In Steinberger v. Young, 175 Cal. 81 [ 165 P. 432], an oral contract between a child and its stepfather and the adopting parent to adopt the child and make it the heir of the adopter was upheld.Summary of this case from Estate of Grace
L. A. No. 3852.
May 9, 1917.
APPEAL from a judgment of the Superior Court of Los Angeles County. Grant Jackson, Judge.
The facts are stated in the opinion of the court.
H.M. Barstow, Milton K. Young, Davis, Kemp Post, Joseph Scott, A.G. Ritter, and Taylor Forgy, for Appellants.
J.H. Merriam, Joseph L. Lewinsohn, and Hunsaker Britt, for Respondent.
Elizabeth B. Ross died intestate on January 5, 1910, leaving an estate of considerable value.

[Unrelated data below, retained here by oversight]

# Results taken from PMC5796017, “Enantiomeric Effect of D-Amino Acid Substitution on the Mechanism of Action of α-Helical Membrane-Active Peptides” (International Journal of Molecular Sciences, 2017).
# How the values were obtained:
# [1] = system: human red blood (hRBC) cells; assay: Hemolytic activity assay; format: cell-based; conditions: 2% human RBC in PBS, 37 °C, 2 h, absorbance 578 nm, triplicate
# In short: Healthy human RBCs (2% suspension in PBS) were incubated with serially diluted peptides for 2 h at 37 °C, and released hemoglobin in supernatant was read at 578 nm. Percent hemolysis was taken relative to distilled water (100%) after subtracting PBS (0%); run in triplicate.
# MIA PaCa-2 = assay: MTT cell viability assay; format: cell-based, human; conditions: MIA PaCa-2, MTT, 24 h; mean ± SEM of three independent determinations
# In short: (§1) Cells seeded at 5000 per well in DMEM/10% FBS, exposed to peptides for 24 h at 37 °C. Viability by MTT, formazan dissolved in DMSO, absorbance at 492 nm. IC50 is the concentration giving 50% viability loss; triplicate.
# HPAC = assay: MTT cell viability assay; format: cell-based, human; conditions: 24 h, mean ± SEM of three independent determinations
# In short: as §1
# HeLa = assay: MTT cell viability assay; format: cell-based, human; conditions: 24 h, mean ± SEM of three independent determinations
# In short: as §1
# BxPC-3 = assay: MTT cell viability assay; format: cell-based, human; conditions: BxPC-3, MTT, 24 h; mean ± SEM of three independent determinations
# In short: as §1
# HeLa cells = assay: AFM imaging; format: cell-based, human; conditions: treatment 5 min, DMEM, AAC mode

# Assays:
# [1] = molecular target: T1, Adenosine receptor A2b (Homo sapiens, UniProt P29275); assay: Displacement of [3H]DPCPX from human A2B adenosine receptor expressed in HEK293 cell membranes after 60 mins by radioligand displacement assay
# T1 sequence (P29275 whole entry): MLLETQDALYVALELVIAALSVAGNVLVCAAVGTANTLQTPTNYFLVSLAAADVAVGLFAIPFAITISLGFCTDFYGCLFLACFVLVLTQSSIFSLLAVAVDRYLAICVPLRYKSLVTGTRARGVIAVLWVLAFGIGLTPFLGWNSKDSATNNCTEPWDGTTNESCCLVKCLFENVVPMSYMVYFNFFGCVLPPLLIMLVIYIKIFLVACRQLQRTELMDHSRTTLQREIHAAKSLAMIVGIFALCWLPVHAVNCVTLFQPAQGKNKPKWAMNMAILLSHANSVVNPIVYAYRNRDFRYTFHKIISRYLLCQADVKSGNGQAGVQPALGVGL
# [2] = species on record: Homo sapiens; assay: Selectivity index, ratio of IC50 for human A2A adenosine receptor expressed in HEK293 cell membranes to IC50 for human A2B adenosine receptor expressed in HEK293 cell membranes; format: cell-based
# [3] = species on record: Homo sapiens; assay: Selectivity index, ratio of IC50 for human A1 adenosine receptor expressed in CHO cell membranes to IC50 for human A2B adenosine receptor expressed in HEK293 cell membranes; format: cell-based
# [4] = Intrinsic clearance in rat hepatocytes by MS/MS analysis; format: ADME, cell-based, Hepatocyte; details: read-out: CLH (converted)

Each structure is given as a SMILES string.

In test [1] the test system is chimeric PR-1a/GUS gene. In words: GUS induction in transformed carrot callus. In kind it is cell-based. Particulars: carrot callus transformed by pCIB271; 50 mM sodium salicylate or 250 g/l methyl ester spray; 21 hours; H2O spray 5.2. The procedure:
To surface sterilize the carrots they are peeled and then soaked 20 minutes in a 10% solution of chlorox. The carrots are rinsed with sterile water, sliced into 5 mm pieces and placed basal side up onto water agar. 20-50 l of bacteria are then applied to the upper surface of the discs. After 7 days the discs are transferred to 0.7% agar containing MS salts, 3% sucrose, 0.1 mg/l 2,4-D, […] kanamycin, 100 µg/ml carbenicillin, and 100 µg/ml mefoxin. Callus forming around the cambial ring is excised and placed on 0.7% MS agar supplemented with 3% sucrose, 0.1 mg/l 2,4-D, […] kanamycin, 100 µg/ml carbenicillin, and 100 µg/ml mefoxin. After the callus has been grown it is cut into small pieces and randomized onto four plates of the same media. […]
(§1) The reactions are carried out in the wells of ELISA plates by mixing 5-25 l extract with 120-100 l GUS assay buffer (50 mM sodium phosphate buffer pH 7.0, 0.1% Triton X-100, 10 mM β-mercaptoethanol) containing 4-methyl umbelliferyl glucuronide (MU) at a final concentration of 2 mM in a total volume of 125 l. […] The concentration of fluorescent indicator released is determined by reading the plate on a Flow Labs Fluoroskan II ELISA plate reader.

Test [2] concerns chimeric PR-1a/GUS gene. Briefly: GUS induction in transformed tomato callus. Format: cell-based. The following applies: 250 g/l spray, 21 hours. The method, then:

This action was brought against her heirs and the administrator of her estate to obtain specific performance of an agreement alleged to have been made in September, 1865, between one Halbert, plaintiff's stepfather, and plaintiff herself, on the one hand, and Elizabeth Ross, on the other, whereby Elizabeth Ross agreed that she would adopt the plaintiff, take her into her home and treat her as her own daughter, and that said plaintiff should be the heir of said Elizabeth, and on her death should be entitled to receive her property. The stipulated consideration for these promises consisted of the surrender by Halbert to Mrs. Ross of the control and custody of the plaintiff, and the rendition by plaintiff to Mrs. Ross of the obedience, affection, and services of a daughter. The complaint contained the necessary allegations of performance on the part of Halbert and the plaintiff, and of adequacy of consideration. At the close of the trial, the plaintiff, by leave of court, filed an amended complaint alleging, in effect, the recognition and ratification of the agreement by Elizabeth Ross at various times. This amendment, made "to conform to the proof," was designed to meet the claim of the defendants that Elizabeth Ross, the alleged promisor, was a married woman at the time of the making of the alleged agreement, and that she was, under the provisions of our statutes then in force (Stats. 1850, c. 103, [p. 254]; Stats. 1858, p. 22; Stats. 1862, p. 518), precluded from making a valid contract concerning her real property, except by an instrument in writing, executed by the husband and wife, and acknowledged by the wife. The ratification relied upon was claimed to have been made after the disability had been removed by a change in the statute. A renewed promise, made after the death of her husband, was also set up.